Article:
The Googlified blog reports that Google Labs are experimenting with a new style of search result customizations: digg-style voting buttons that allow users to customize their search experience. If the experiment is a success, it’s conceivable that the results of such voting could be folded back into the general search results, complementing and potentially even replacing the PageRank algorithm.
From the experiment’s description page:
This experiment lets you influence your search experience by adding, moving, and removing search results. When you search for the same keywords again, you’ll continue to see those changes.
This button will move the result to the top of the page and add this orange marker (fig. 1a) next to it so you can easily recognize it. The result(s) you promote will appear at the top whenever you search for the same keyword(s) in the future.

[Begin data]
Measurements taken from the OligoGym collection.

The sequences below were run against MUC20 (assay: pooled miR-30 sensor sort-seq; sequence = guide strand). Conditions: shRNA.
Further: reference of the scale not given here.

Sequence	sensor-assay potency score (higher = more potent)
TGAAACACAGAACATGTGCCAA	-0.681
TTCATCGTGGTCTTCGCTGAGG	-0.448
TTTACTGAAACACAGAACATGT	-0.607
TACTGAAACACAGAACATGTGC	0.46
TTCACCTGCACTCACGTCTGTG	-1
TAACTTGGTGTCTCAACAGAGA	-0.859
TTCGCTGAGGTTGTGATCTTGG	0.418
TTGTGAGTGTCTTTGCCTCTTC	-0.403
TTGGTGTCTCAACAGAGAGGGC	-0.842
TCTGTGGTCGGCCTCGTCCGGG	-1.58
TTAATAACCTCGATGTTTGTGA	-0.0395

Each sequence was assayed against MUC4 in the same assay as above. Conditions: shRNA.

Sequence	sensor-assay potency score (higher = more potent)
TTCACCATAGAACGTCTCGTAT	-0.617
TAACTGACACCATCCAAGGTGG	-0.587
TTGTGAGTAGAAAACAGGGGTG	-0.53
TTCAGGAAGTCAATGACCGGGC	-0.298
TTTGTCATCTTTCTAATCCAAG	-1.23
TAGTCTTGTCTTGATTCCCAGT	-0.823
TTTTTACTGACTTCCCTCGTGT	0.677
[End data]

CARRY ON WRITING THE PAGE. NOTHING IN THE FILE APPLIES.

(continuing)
Don’t like it?
This button will remove the result, and it will remain hidden when you search for the same keyword(s) in the future.
While initially an enhancement that is confined to that user’s results, you can bet that Google will be monitoring very closely the data they track as a result of this experiment, and comparing it to how well their existing algorithm performs.
PageRank can only go so far in delivering customized search results, and this is one interesting way of improving the individual experience for Google’s users.
Matthew Magain is a UX designer with over 15 years of experience creating exceptional digital experiences for companies such as IBM, Australia Post, and sitepoint.com. He is currently the Chief Doodler at Sketch Group, Co-founder of UX Mastery, and recently co-authored Everyday UX, an inspiring collection of interviews with some of the best UX Designers in the world. Matthew is also the creator of Charlie Weatherburn and the Flying Machine.
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